This summary doesn’t come close to encapsulating the imaginative and symbolically-charged world-expansion that Villeneuve engages in here, working from a screenplay by Hampton Fancher and Michael Green. From the opening wide-shot panorama of K’s squad car flying over seemingly endless solar power plants to the dark smoggy sprawl of future L.A. to the post-nuclear, radioactive-fallout-strewn ghost-town of Las Vegas to a gigantic post-industrial junkyard in the ruins of San Diego sifted through in a neo-Dickensian workhouse by thousands of orphaned children, this is a grand nightmarescape of structural decay and physical alienation evocative of social, political, and psychological dislocation.

The protagonist K, his replicant status certain in contrast to the continued ambiguity about Deckard’s true nature, embodies this dislocation. K was built to destroy his own kind and is reviled as a “skinjob” by the humans he is meant to be protecting; even his superior Joshi, although she values his ability and shows a modicum of personal interest, ultimately conceives of him as her servant or her trained pet (“Good boy,” she tells him at one point, like a dog who has fetched successfully). His only non-cop-shop personal relationship is with a Wallace-manufactured female holographic companion named Joi (Ana de Armas), whom he cares for dearly but whose reciprocation of those feelings resides ambivalently in between the programming of her corporate designers and tantalizing hints of sentience and self-determined love. This ambivalence is delicately poised in K’s pre-climactic meeting with the monumental ad for Joi, which might have served to dishearten him at a critical juncture in his quest with its suggestions that their connection was artificially constructed but instead seems to stiffen his spine with a fond reminder of the tenderness of that connection (Gosling plays exquisitely to the ambiguity in this moment, mind you).

K’s feelings for the simulation Joi echoes Deckard’s love for the replicant Rachael, which is at the core of the plot and is sorely tested by the blind, ambitious Machiavellian Wallace (this is too good a film to be derailed by any one performance, especially one consisting of a mere two scenes, and if the usually preening Leto isn’t great, he at least damps it down a bit). When the detective K begins to suspect that he himself might have been the product of this love, his existence gains a measure of significance; when this measure is wiped away, an underground revolutionary replicant movement restores it in altered form, with the politicized promise of sacrifice for the cause of liberation. But even these interlinks are suggested to be coincidences of programming, breadcrumbs implanted in his mind by a gifted designer of memories, Dr. Stelline (Carla Juri). Perhaps this was done intentionally as part of a wider plan, perhaps not.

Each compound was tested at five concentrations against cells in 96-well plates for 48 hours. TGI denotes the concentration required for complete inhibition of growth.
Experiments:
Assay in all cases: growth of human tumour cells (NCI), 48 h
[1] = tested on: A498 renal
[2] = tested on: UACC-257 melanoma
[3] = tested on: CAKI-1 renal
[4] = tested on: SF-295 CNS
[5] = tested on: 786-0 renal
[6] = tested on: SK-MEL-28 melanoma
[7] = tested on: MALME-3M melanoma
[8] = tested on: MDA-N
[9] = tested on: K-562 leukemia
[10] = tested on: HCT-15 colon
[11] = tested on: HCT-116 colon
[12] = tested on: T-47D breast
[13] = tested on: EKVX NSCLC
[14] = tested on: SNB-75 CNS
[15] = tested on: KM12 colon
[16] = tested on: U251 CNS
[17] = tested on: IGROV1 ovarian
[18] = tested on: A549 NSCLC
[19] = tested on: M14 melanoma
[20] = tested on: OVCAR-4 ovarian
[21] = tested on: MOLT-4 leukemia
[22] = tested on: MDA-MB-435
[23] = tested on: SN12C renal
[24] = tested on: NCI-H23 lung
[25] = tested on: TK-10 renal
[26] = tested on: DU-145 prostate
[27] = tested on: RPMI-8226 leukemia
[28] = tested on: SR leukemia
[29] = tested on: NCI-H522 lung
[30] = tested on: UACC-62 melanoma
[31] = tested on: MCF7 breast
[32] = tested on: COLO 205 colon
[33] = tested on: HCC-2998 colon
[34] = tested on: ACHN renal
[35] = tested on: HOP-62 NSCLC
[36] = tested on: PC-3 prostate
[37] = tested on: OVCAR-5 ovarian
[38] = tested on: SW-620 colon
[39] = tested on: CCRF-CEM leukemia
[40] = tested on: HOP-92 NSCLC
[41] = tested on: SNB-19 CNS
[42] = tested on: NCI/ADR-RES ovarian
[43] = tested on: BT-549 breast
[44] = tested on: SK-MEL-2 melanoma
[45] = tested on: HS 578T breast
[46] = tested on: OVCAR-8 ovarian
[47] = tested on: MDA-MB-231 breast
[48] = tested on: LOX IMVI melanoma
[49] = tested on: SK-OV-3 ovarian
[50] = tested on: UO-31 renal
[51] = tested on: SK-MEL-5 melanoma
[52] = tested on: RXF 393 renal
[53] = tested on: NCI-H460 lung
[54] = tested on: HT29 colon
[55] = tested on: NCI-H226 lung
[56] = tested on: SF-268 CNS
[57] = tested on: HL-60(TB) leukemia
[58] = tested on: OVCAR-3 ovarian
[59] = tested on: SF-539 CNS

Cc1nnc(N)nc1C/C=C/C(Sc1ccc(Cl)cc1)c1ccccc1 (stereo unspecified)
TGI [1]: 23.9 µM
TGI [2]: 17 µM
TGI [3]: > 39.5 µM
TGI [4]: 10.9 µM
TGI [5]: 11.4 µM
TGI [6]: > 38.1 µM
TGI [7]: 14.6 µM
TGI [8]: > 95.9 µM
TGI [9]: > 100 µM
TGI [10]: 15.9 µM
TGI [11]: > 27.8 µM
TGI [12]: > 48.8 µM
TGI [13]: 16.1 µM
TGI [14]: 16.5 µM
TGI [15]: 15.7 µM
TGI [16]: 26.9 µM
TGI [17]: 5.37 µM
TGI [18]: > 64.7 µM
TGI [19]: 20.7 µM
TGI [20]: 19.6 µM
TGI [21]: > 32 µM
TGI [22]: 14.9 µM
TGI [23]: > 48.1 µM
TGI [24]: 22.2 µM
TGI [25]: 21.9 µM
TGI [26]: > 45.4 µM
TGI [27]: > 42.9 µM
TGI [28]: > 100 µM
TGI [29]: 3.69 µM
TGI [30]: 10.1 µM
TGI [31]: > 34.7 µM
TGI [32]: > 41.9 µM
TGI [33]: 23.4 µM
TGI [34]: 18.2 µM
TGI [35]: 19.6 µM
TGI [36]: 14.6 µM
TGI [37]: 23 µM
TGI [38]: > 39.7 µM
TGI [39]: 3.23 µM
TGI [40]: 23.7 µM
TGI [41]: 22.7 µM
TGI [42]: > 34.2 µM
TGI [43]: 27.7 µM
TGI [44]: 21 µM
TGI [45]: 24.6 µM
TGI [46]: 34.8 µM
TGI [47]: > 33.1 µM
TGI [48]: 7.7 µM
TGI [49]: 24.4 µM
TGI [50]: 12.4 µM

Free will and determinism, being born and being built, a sentient being with a soul and a self-aware machine with a pre-set functional purpose. These are the dichotomous themes of Ridley Scott’s Blade Runner, and of Villeneuve’s Blade Runner 2049 as well. Their sharp opposing contrasts and their permeable bleeding edges are the subject of both films, a metaphorical focal point made aesthetically manifest in their visual design and in their intertextual referentiality. In the movie-long unfolding of Deakins’s stunning cinematic imagery, his starkly-delineated contrasts of light and dark lose this firm definition, and in the process gain something more indefinable and compellingly ambiguous. In the way that, according to screenwriter Fancher, K moves from being a sort of rule-bound instruction manual to an embodied poem through his experiences, the film itself undertakes a similar journey towards poetry.